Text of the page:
Chicago Real Estate Development

Mile-Long Stretch of North Branch to Be Set Aside for Wildlife

Major developments, like Lincoln Yards, are springing up in Chicago’s North Branch. Many people, including Lincoln Park Ald. Michele Smith (43rd Ward), have been pushing for the inclusion of open space in the area. Now, the City of Chicago has approved funding for the “Wild Mile” as a part of the North Branch Framework Plan. Here are four things to know about the plans for this new public and ecologically focused space.

"Wild Mile" rending courtesy of City of Chicago

The Area Will Benefit Wildlife and the Public

The Wild Mile will include a public boardwalk, a pier, natural landscaping, and educational resources, according to the City of Chicago news release. “This initiative will improve the North Branch Canal as a truly unique waterfront for the entire city, where visitors will be able to engage and appreciate the city’s ecosystem through unprecedented public access,” Mayor Rahm Emanuel said in the release.

The project will help encourage the growth of fish, reptile, bird, mammal, and invertebrate populations, as well as the growth of native plant life in the area, according to The Architects Newspaper. People will have access to amenities like public viewing platforms, pedestrian paths, fishing spots, canoe launches, and vegetative islands.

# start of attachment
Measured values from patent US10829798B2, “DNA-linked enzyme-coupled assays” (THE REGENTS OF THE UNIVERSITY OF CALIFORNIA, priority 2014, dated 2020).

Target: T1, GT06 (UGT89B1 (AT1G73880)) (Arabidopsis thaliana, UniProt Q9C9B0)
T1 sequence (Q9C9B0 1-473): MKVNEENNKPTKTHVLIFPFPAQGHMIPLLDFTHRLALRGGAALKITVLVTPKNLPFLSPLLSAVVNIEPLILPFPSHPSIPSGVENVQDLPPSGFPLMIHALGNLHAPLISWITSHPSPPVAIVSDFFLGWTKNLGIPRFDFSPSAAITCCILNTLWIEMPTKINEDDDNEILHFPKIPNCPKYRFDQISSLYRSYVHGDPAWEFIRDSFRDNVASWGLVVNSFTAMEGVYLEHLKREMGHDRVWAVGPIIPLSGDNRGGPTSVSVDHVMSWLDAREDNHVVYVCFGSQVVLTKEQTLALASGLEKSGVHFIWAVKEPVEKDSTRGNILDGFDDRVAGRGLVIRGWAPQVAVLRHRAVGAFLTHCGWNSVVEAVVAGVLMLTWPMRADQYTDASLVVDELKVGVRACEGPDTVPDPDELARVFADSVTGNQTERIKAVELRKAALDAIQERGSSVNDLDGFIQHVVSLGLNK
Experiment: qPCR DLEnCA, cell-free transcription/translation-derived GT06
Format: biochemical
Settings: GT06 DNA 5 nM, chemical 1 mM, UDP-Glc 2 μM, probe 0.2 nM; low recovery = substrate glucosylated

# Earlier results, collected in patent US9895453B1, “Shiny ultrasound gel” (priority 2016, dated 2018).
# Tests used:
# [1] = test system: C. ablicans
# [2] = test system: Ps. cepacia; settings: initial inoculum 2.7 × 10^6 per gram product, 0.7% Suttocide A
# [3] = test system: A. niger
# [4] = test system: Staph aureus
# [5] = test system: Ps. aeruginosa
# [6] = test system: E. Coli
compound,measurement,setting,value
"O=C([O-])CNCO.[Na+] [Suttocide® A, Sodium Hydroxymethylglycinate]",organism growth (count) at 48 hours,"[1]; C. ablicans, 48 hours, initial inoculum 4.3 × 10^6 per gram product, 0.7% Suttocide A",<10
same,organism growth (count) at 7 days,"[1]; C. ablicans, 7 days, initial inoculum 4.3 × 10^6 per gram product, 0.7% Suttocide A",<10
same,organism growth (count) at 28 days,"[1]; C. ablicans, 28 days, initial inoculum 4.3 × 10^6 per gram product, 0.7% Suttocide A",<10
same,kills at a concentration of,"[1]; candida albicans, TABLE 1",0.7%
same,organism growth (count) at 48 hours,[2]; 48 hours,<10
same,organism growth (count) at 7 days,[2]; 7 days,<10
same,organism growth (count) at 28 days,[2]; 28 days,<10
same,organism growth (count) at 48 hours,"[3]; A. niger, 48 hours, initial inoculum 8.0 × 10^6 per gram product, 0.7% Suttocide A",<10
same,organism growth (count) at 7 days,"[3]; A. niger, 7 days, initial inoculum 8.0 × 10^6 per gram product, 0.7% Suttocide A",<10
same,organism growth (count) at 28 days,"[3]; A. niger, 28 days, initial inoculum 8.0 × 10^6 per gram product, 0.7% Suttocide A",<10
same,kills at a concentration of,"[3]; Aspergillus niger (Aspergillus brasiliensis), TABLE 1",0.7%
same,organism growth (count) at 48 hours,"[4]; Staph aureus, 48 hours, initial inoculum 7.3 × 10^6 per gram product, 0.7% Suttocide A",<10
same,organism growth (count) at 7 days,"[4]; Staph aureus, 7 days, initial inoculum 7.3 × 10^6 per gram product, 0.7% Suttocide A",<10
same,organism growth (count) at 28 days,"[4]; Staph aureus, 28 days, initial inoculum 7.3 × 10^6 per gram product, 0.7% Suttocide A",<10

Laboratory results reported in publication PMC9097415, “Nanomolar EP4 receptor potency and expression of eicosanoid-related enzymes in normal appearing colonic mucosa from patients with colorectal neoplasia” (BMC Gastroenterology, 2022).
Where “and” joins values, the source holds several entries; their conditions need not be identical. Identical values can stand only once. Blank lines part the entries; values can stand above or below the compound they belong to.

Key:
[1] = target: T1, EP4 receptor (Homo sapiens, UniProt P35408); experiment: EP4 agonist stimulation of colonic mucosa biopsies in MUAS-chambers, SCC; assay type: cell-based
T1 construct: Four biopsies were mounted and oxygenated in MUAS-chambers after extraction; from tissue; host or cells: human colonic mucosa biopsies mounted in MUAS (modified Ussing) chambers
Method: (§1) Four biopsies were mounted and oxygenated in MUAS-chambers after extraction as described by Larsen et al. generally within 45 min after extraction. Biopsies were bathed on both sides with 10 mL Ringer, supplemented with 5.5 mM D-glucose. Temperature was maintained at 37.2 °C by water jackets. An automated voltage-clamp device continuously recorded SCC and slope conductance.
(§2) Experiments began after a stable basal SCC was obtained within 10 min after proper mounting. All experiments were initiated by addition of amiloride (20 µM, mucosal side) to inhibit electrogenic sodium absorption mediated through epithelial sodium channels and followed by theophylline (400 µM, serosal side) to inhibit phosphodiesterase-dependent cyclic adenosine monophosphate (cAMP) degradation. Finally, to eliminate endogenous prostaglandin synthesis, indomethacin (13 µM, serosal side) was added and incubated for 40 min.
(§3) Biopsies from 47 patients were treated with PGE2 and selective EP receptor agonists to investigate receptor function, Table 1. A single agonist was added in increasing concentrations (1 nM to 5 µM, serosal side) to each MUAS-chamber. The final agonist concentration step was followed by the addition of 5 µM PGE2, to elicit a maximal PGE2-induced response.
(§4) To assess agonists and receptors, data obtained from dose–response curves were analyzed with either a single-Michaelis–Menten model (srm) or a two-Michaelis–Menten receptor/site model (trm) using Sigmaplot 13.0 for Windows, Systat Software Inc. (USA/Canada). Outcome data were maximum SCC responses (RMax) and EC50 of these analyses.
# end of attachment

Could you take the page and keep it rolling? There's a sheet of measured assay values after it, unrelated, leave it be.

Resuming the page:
The Wild Mile Will be Located on the East Side of the North Branch Canal

The North Branch Framework covers more than 700 acres of previously industrial land between Kinzie Street and Fullerton Avenue. The Wild Mile will be located on the east side of the North Branch Canal between Division Street and North Avenue, according to The Architects Newspaper report. The North Branch Canal has been a feature of the city since 1857. It was originally created to bypass a bend in the North Branch of the Chicago River. 

Open Space Impact Fees Will Finance the Project

A total of $250,000 in open space impact fees will fund the development of the Wild Mile. An additional $250,000 in open space impact fees will go toward building the Wild Mile’s public pier at Eastman Street, according to the news release. The pier will serve as a prototype for other potential additions to the development. New residential developments contribute to the open space impact fees in an initiative designed to improve public space throughout the city. 

Part of the Project is Slated for Completion This Year

The second phase of the Wild Mile plan, including the construction of the public pier, is scheduled for completion by the end of 2018, according to the news release. The first phase of the plan, 1,500 square feet of park space, was installed last year by Urban Rivers. The third phase of the project, scheduled for completion in 2020, will feature floating gardens, wetland and forest areas, and public walkways, according to the Urban Rivers website.

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